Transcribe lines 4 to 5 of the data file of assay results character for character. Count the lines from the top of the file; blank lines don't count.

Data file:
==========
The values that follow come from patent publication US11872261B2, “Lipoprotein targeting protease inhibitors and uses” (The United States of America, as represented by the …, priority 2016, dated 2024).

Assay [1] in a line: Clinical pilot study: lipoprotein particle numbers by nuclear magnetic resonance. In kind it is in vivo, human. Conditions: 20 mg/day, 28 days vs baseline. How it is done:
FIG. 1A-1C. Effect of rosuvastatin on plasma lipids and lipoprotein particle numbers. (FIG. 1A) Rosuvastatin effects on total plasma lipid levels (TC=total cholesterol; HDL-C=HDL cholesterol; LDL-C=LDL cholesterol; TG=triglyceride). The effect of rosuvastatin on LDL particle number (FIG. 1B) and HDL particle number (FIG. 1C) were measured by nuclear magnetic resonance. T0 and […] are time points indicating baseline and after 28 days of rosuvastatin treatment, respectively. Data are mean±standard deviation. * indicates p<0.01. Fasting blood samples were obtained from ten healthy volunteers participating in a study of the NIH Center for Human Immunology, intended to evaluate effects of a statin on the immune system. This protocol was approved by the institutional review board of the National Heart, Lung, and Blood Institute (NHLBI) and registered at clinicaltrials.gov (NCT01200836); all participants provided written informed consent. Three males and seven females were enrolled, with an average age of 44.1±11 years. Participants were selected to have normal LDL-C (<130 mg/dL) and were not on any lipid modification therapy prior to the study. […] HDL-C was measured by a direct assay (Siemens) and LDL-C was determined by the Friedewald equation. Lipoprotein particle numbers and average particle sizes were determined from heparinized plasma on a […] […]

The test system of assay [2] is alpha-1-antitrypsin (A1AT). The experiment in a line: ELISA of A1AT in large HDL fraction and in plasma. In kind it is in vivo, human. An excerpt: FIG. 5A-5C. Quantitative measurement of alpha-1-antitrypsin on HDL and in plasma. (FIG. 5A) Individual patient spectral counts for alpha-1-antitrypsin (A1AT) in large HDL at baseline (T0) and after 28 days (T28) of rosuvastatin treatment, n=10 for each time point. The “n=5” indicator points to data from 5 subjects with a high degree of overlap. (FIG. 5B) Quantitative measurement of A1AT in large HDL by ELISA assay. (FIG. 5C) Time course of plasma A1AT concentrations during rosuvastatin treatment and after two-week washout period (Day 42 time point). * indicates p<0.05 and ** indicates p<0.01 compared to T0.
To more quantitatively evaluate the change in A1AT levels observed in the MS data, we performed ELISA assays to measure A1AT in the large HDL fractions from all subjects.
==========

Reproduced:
The test system of assay [2] is alpha-1-antitrypsin (A1AT). The experiment in a line: ELISA of A1AT in large HDL fraction and in plasma. In kind it is in vivo, human. An excerpt: FIG. 5A-5C. Quantitative measurement of alpha-1-antitrypsin on HDL and in plasma. (FIG. 5A) Individual patient spectral counts for alpha-1-antitrypsin (A1AT) in large HDL at baseline (T0) and after 28 days (T28) of rosuvastatin treatment, n=10 for each time point. The “n=5” indicator points to data from 5 subjects with a high degree of overlap. (FIG. 5B) Quantitative measurement of A1AT in large HDL by ELISA assay. (FIG. 5C) Time course of plasma A1AT concentrations during rosuvastatin treatment and after two-week washout period (Day 42 time point). * indicates p<0.05 and ** indicates p<0.01 compared to T0.
To more quantitatively evaluate the change in A1AT levels observed in the MS data, we performed ELISA assays to measure A1AT in the large HDL fractions from all subjects.